February 24, 2023


The Judgement of San Francisco
California wines were an unknown until The Judgment of Paris in 1976 when unknown California wines were judged against the BEST French wines by a distinguished panel of French wine judges. A Newsweek Reporter by the name of George Taber covered what journalists called a “nothing event” since everyone knew the French Wines under French wine judges would beat the persnicketies off these unknown California wines. Chateau Montelena Chardonnay took top white wine and Stag’s Leap Cabernet Sauvignon took top red. Taber’s eight-paragraph article in his magazine opened the world to California wines.
Fast forward to January, 2023 in San Francisco in what many believe is America’s Wine City of choice. The San Francisco Chronicle hosts a well-respected wine competition using mostly California Wine Judges. Twelve unknown Texas wines took top varietal wines besting those well-known California wines. This is BIG since these unknowns from Texas beat out the BEST that California had to offer. Those TWELVE included:
• Becker Vineyards 2019 Malbec with grapes from Tallent Vineyards
• Becker Vineyard 2018 Primavera (red grape blend)
• Cedar Hollow Winery and Vineyard Amarone
• Driftwood Estate Winery 2022 Dry Rose (blend)
• Driftwood Estate Winery 2019 Syrah
• Driftwood Estate Winery 2019 Alamo Red (red blend)
• English Newsom 2021 Viognier
• Messina Hof Winery 2018 Sagrantino Paulo
• Perissos Vineyards and Winery 2021 Picpoul Blanc
• Portree Cellars 2021 Fiano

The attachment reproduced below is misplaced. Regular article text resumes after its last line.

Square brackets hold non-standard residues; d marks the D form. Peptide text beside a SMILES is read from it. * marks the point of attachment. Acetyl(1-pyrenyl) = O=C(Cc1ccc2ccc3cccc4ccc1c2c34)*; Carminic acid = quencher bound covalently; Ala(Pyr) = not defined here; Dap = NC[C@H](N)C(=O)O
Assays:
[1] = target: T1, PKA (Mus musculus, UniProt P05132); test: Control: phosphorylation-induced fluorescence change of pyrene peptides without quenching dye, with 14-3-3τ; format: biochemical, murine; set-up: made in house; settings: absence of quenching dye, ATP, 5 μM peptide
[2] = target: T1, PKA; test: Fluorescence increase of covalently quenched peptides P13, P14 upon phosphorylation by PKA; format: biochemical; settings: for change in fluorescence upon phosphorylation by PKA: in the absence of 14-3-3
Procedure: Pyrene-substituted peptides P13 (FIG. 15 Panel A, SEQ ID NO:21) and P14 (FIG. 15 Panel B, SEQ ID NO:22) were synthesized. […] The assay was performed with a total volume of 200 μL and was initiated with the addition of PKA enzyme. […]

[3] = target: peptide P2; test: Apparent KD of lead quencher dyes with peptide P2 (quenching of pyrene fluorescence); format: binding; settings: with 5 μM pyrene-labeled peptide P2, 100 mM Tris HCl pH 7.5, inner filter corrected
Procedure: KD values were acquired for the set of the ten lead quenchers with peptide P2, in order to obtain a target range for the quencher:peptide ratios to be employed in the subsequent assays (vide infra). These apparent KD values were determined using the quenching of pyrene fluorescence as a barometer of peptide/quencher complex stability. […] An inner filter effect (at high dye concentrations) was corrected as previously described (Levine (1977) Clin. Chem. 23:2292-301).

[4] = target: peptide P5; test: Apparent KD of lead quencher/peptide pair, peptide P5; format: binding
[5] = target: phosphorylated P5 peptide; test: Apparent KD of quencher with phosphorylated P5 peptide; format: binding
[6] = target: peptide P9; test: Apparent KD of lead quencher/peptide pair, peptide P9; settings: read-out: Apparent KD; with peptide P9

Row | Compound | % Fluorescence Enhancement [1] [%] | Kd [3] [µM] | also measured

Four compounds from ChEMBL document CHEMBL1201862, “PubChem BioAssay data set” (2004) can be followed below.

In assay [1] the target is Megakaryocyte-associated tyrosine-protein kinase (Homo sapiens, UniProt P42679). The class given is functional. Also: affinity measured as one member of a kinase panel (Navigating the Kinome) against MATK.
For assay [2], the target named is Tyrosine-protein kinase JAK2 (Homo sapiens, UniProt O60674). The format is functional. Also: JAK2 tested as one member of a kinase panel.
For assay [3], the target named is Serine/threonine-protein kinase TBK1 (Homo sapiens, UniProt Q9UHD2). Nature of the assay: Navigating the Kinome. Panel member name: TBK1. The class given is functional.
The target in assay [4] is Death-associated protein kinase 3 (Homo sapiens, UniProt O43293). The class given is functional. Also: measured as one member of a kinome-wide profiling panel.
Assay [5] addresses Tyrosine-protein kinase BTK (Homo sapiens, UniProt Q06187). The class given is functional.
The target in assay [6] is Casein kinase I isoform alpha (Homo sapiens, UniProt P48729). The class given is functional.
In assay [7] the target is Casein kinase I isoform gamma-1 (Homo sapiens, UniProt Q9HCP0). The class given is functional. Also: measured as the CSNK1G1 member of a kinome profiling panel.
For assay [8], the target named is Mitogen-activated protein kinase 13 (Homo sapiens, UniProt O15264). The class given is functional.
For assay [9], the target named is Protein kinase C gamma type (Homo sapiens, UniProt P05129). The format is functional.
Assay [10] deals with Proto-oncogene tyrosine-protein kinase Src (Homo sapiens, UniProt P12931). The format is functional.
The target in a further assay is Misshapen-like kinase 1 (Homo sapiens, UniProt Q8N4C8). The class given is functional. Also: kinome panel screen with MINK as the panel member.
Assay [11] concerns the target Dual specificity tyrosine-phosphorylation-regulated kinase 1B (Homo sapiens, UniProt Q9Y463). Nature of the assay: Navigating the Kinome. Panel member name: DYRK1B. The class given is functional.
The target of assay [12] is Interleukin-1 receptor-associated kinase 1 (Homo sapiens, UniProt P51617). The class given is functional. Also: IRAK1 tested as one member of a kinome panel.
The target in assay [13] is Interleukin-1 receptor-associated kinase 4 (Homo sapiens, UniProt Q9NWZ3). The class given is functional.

• Reddy Vineyards 2020 Tempranillo
• Starla WinesNV Sparkling Rose
Texas wines also earned 22 Double Gold Medals and 46 Gold Medals. This special recognition by the panels of California wine judges parallels the conclusions of those French wine judges in 1976. This recognition is outstanding, especially in light that Texas’ first winery since the end of Prohibition started in 1976 when the Judgement of Paris occurred. California wineries immediately re-started in 1933 when Prohibition ended providing California with 43 years to get it right for the 1976 Judgment of Paris. By 2005, Texas had 50 wineries. This slow growth evolved into an 11 billion dollar industry. Both the quantity and quality of Texas wines has increased over the last 47 years into a Texas wine industry that the world can appreciate as a producer of outstanding wines.
Texas wines are now more readily available in stores like SPEC’s and HEB than ten years ago. Shelf space in those stores for Texas wines now exceeds shelf space for French wines. Those Texas wines have to be mass produced to provide the thousands of cases required by those stores in order to have shelf space in those stores. The BEST Texas wines are found in the local wineries all over Texas with those hand-crafted wines being of superior quality than those wines found in those retail stores. In addition, you need to have inexpensive wines on those store shelves like Becker’s Iconclast Wine series for under nine dollars a bottle. To find the really great Texas wines, go to the wineries where these boutique wines that are handcrafted are sold. Those $30 bottles of Texas wines will compare to those $80 bottles of prestigious Napa wines.
I hope that you as the wine consumer realize that Texas wineries make some of the BEST wines in the Country. Those TOP wines are found mostly at those Texas wineries, with the lesser quality wines (whether from Texas or California) found in stores like HEB. That doesn’t mean those wines are not good. We enjoy a Becker Cabernet Sauvignon-Syrah red blend as our daily wine for around twelve dollars a bottle. We hold out for the outstanding, more expensive Texas wines for special occasions!

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